Solutions-Based Approach to Family Therapy
Families are often stuck by the cluster of behaviors they see in a loved one dealing with substance abuse. Being able to point to a diagnosis that can explain everything can feel like a relief.
The truth is, however, that a diagnosis-based philosophy to recovery often prevents families from moving forward and solving the underlying problems that cause substance abuse. Relying on a diagnosis, and using that diagnosis to explain away behavior, actually takes power away from the family. Instead of finding solutions, families stagnate and turn to labeling each other with a host of illnesses.
A solutions-based approach, on the other hand, steps back from the diagnosis and seeks to understand why a person is behaving the way they are.
Recovery from substance use disorder
Families who are accustomed to using diagnoses to explain behavior and family dynamics are still very stuck in the dysfunctional or ineffective behavior patterns that they’ve been in for many years.
Being solutions-based rather than focusing on diagnoses, or labels, isn’t just empowering for families who have a loved one struggling with substance abuse. In many situations we face in our lives, holding onto preconceived notions and refusing to be flexible can cause more conflict and perpetuate problems. Being solutions-focused is really a lifestyle and a mindset.
Jen Stowe, MA, LAMFT, and Rob Rodriguez, MA, LAMFT, LADC, are dynamic family therapists at Family Recovery Resource Experts. Here, they discuss the importance of using a solutions-based approach to help families heal from substance problems or disorders..
Empowering families to recover from substance use disorder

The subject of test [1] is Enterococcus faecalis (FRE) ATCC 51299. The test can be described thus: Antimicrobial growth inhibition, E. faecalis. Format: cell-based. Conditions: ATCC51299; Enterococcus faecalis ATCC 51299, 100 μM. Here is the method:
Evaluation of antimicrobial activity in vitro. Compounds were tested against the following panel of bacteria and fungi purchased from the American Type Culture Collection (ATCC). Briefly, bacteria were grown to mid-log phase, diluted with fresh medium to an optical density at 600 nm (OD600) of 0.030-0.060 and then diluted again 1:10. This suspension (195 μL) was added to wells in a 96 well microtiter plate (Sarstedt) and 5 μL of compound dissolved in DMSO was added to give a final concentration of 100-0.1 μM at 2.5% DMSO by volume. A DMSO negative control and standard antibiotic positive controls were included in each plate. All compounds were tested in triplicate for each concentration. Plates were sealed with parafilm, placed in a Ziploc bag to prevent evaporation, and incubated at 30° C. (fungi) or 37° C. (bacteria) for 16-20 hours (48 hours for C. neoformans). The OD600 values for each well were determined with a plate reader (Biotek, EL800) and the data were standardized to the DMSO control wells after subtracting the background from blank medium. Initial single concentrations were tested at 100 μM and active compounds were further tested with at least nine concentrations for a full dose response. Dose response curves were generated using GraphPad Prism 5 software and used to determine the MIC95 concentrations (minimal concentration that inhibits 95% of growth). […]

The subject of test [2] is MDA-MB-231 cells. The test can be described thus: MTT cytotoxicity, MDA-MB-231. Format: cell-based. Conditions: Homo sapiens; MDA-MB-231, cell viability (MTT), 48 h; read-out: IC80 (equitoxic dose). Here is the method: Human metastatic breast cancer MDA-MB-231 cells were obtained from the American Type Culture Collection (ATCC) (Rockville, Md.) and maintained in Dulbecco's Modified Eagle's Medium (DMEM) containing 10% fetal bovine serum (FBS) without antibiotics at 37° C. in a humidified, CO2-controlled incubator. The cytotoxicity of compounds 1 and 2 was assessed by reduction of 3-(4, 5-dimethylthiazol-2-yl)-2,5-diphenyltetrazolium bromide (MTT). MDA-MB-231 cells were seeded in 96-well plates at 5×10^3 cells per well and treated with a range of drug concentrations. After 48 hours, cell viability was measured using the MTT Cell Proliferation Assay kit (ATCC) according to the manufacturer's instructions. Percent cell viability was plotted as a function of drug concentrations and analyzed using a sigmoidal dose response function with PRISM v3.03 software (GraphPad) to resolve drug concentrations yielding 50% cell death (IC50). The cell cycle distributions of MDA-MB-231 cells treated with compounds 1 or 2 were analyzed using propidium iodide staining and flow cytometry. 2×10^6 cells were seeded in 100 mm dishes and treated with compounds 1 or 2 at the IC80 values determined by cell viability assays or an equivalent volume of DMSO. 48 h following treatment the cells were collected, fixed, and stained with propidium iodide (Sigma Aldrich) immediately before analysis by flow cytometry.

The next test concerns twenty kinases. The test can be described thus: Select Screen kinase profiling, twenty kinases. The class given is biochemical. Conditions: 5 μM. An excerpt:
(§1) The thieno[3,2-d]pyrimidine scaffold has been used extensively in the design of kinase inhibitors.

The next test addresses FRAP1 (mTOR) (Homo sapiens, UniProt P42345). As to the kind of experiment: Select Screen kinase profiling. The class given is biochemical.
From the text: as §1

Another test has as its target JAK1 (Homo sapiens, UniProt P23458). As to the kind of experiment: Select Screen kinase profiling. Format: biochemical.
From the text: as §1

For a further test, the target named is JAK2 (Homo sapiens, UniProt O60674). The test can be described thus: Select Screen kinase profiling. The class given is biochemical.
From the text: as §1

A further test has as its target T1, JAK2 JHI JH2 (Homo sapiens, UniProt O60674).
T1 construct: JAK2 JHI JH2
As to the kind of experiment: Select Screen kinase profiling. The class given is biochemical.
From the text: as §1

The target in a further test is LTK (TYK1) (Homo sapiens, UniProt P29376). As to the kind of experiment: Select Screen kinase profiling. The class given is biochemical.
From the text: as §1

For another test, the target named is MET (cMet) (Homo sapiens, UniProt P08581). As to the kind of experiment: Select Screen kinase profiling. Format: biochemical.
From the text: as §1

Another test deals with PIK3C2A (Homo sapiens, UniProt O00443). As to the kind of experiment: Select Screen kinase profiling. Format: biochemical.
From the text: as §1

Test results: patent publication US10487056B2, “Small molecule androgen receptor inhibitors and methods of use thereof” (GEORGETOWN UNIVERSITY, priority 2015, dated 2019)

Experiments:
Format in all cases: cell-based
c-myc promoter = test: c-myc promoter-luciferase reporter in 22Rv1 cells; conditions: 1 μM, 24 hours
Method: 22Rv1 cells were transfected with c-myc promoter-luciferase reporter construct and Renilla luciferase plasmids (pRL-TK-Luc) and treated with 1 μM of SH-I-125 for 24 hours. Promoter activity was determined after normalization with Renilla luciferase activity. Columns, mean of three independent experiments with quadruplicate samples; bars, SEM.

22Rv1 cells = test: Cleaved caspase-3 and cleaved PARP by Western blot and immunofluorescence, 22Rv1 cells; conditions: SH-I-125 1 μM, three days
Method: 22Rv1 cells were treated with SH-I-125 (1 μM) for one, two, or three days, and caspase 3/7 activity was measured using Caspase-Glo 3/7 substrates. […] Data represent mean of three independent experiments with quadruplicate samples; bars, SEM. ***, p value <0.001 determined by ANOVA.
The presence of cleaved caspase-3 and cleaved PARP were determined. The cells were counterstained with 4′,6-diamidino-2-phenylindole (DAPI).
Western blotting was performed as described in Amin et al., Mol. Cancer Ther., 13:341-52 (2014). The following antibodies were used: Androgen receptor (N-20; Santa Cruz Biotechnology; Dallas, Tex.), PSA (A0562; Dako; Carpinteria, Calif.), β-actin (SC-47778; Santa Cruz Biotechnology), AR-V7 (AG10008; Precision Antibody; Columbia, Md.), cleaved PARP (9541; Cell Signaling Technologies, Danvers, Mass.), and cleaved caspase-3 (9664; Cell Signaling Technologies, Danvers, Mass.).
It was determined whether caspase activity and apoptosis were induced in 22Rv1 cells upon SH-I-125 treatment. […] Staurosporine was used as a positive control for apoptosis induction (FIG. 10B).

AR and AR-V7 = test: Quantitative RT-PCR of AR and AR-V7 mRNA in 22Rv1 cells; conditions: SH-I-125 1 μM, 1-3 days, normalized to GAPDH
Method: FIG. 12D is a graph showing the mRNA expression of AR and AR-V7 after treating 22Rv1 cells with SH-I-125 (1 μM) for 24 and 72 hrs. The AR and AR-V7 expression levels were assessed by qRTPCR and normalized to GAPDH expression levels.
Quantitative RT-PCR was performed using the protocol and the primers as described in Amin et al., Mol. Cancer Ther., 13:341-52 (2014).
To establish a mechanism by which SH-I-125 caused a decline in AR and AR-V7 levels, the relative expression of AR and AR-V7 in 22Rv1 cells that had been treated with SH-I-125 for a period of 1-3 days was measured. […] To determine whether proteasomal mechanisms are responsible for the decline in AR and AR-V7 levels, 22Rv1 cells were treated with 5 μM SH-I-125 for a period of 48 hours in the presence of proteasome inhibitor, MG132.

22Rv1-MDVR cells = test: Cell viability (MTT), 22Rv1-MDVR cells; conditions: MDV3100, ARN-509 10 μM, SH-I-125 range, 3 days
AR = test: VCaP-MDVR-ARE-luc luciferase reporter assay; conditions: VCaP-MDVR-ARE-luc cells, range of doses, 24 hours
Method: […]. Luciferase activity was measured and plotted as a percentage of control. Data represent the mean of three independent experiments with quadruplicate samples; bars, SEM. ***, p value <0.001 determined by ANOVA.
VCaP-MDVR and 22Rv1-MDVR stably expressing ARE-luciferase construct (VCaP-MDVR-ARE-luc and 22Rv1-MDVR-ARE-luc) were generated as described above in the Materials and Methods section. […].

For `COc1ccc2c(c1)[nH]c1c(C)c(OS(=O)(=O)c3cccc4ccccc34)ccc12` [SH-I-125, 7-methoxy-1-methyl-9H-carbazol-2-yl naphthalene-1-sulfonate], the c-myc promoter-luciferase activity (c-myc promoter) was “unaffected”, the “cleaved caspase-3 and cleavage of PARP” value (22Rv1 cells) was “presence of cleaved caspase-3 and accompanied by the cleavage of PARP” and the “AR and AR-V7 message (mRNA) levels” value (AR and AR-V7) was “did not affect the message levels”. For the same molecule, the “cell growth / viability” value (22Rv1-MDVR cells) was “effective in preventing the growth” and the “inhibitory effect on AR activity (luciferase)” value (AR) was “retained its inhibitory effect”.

Jen Stowe: We have a lot of families that come to us and they have many diagnoses for one person. And while I think a proper diagnosis can be very important to inform treatment and to inform therapy, we often see families who are just completely hung up on “What are we calling this?” as opposed to “What are we doing about this? How are we changing the way we relate to it? How are we changing the way we relate to each other?”
Rob Rodriguez: I can think of a couple that I was working with, and the original problem they presented was he drinks too much and he’s leaving the home, and who knows what he’s doing out there. As we unpacked more, we discovered that there was more to this than just his drinking.
We started to discover that we had a distancer / pursuer relationship, and the more she pursued the more he distanced. It turned out that she had become dependent on him for her own happiness, so she wasn’t generating an internal way of building self-esteem or doing worthwhile things for herself.
So we started to shift the focus and look at that. The more we’ve worked together, the more she’s blossomed into a more self-integrated person, believing in herself more, looking at herself as a worthwhile human being, whether he comes back or not.
As a result, he started coming back more and they started to interact more. And they continue to work with us. At some point soon, we’re going to have to do something about his drinking, but maybe there’s more to it than that.
Integrating a solutions-based approach to your own life
Jen: My seven-year-old can still bring me to my knees on any given day. I have to ask myself continually the same questions I encourage families to ask: “What do I have control over right now, in this moment? How do I actively seek a solution in this moment, as opposed to, how do I continue to behave in a way that perpetuates the problem?”
Rob: It’s funny – recently I had a conversation with my son. We love each other. But we struggle with saying that to each other and we struggle with really being intimate with each other. So we decided, “Let’s start talking about one little tiny thing, the size of a cigarette. Let’s start to talk about that and how we feel about that. And as we get that one under our belt, we’ll build up to something higher.” Eventually, we might be talking about how we really feel about each other, and that would be a great thing for me.